In 1909, a Constitutional Revolution was underway in Iran. Baskerville decided to gather a force of armed volunteers to defend the emerging democracy in the country. Leading a group of approximately 100 volunteers in battle against troops of the Royal Qajar Dynasty fighting for Mohammad Ali Shah—which was supported by Cossack brigades commanded by Russian officers—Baskerville was killed by a sniper’s bullet. He was buried in the Christian Armenian cemetery in the City of Tabriz with over 1,000 attendees at his funeral. He was eulogized as a patriot and martyr for Iran.
Unfortunately, Iran’s Constitutional Revolution ended with shah imprisoning or executing politicians, journalists, and leaders of the movement. Today, even with the enmity that exists between Iran and the United States, a bronze bust of Reverend Baskerville is on display in the Tabriz Constitutional House. Each year on the anniversary of his death, Iranians place yellow roses on his gravestone. Iranians continue to embrace him as their American martyr.
During the Iranian takeover of the U.S. embassy in 1979 and the incarceration of 52 American hostages in Evan Prison, a delegation of American religious leaders was permitted to travel to Iran and meet with the hostages. While there, an Iranian student revolutionary asked the clergy, “Where is your Baskerville?’ The remark was both a reminder of the reverence Iranians still have for Baskerville and a condemnation of the overthrow of the democratically elected Prime Minister Mohammad Mossadegh by Great Britain and the United States and his replacement by Mohammad Reza Pahlavi, the shah of Iran.
Another American, William Morgan Shuster, travelled to Iran in 1906 and was appointed by the Majlis to help manage Persia’s tenuous financial affairs because of the high levels of debt owed to Russia and Great Britain by the Persian royal family, the Qajars. His active support of the Persian Constitutional Revolution was unacceptable to the nationalistic interests of Britain and Russia, forcing the vice-regent of Persia to expel Shuster to the United States in 1911. Back in America he authored a book, The Strangling of Persia, which asserted that “It was obvious that the people of Persia deserve much better than they were getting, that they wanted us to succeed but it was the British and the Russians who were determined not to let us succeed.”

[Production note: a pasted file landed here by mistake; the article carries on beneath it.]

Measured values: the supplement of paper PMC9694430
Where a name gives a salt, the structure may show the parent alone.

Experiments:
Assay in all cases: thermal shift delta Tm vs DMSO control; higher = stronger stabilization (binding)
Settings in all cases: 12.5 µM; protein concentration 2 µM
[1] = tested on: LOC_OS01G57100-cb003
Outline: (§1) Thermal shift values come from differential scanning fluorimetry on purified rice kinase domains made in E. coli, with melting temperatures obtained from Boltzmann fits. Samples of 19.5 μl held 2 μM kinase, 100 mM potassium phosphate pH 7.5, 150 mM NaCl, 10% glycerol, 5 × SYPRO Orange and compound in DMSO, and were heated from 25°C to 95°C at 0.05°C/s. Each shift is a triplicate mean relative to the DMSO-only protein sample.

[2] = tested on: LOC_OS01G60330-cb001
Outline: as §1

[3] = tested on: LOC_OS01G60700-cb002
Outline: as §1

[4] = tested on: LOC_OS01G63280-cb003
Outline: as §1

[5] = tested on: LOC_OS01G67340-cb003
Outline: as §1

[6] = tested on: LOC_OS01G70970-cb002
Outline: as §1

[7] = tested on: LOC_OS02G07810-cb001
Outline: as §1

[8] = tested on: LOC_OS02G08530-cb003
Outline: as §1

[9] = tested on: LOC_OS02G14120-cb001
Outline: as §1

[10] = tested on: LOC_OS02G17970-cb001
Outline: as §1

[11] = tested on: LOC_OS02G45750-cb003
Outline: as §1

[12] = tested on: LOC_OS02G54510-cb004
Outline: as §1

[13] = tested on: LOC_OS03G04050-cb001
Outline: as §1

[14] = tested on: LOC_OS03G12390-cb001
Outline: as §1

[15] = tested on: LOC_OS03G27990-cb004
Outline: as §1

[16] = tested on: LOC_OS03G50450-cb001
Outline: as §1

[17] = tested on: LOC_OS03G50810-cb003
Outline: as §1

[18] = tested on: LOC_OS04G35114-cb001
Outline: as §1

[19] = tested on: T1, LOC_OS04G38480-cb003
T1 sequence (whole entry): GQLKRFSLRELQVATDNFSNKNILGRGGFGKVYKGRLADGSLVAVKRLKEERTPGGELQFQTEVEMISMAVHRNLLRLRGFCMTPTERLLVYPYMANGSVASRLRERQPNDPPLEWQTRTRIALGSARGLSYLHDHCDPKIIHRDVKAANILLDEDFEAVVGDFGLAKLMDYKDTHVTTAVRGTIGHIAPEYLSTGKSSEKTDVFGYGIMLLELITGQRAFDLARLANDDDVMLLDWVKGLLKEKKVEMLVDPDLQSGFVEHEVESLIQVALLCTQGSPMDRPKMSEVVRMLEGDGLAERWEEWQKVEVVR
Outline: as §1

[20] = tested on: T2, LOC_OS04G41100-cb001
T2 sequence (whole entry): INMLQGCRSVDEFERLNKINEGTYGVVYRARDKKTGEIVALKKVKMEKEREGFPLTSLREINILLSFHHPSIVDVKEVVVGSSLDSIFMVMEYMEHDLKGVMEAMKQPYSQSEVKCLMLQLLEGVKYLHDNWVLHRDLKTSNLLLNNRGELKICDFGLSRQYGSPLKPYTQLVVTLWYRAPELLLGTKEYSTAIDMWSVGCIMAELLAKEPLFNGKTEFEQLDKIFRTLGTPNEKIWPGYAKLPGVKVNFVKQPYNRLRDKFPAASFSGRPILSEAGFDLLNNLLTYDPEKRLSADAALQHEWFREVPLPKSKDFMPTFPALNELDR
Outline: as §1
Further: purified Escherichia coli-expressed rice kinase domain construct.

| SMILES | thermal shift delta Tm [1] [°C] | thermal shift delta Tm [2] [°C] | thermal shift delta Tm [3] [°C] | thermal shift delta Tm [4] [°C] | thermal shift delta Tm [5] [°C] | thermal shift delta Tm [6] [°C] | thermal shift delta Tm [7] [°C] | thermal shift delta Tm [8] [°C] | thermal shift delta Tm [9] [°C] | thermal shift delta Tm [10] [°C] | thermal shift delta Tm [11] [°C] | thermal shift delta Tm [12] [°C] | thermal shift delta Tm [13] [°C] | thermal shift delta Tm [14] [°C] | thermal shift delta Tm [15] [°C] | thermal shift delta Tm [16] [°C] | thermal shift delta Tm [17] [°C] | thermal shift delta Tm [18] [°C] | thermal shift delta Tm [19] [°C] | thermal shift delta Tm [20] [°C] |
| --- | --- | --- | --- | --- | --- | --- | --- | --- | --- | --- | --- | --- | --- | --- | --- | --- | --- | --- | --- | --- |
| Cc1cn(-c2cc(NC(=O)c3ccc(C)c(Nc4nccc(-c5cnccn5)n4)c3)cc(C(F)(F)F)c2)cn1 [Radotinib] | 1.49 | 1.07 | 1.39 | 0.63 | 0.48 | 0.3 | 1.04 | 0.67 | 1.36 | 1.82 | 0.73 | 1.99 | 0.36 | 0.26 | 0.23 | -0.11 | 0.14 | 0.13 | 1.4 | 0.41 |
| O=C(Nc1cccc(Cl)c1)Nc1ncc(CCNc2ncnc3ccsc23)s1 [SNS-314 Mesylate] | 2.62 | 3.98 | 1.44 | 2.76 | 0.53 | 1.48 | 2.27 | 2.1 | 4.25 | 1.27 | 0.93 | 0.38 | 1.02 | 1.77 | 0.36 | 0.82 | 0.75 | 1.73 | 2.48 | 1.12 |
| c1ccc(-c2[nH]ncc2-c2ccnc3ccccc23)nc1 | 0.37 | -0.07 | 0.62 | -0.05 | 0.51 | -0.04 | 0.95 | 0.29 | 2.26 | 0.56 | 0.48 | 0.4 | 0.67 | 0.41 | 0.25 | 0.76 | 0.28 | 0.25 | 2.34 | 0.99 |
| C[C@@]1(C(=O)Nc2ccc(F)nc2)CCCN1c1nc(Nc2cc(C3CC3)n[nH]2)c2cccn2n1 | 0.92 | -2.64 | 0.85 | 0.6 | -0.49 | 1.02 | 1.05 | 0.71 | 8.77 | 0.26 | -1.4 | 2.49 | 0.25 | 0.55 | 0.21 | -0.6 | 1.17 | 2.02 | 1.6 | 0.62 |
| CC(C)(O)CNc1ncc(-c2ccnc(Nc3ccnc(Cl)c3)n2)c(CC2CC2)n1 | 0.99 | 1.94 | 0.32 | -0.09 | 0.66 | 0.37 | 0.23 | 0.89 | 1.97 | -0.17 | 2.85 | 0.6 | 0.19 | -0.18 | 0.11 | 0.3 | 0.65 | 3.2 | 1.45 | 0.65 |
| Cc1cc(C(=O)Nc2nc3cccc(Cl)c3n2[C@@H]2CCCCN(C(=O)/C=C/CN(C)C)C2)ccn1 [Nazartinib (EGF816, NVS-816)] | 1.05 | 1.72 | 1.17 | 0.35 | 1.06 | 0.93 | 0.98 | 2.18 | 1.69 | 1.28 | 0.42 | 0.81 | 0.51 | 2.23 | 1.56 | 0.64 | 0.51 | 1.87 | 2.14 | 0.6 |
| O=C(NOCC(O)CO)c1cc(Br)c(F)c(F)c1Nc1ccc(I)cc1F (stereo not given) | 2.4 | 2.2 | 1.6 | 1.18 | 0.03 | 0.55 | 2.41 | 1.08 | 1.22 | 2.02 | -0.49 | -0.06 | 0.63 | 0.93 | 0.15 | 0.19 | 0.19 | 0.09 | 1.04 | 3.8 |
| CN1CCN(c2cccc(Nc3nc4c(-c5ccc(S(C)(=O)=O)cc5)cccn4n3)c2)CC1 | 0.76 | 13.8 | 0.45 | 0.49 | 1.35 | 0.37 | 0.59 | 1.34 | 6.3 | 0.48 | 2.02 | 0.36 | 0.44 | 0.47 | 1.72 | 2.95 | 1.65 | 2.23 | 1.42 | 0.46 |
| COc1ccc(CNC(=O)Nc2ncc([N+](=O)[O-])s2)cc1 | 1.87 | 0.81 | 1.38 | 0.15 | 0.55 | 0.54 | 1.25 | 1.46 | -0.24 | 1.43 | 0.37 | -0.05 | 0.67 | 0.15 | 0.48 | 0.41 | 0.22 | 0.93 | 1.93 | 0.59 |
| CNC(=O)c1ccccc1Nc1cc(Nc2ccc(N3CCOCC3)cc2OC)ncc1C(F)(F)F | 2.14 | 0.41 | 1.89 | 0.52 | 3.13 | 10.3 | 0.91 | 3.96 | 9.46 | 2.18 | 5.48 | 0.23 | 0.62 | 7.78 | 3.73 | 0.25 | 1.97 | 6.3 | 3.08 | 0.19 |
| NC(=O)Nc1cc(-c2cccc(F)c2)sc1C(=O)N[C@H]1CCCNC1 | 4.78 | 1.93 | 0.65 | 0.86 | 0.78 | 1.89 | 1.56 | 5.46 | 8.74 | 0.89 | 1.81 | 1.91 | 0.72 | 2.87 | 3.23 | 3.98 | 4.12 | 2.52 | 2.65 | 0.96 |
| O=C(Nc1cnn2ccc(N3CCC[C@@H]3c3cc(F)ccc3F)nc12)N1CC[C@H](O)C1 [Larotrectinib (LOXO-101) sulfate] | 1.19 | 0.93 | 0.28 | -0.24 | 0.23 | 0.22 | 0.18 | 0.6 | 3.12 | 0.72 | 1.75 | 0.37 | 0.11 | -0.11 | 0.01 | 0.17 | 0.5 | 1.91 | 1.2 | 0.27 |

This history shapes the future. Kermit Roosevelt, a key player in overthrowing President Mossadegh, wrote the following in his book Countercoup:
[I]n the late summer of 1953 after the overthrow the Shah said to me truthfully, “I owe my throne to God, my people, my arms and to you.” By “you” he meant me and the two countries Great Britain and the United States I was representing. We were all heroes. Now I must say sadly, that is no longer true. What was a heroic story has gone on to becoming a tragic story.
In his modern-day effort to strangle Iran, Donald Trump ignores this history at his—and America’s—peril.
The Rt. Rev. John Bryson Chane, former episcopal bishop of Washington DC, is the senior advisor for inter-religious dialogue at the Washington National Cathedral.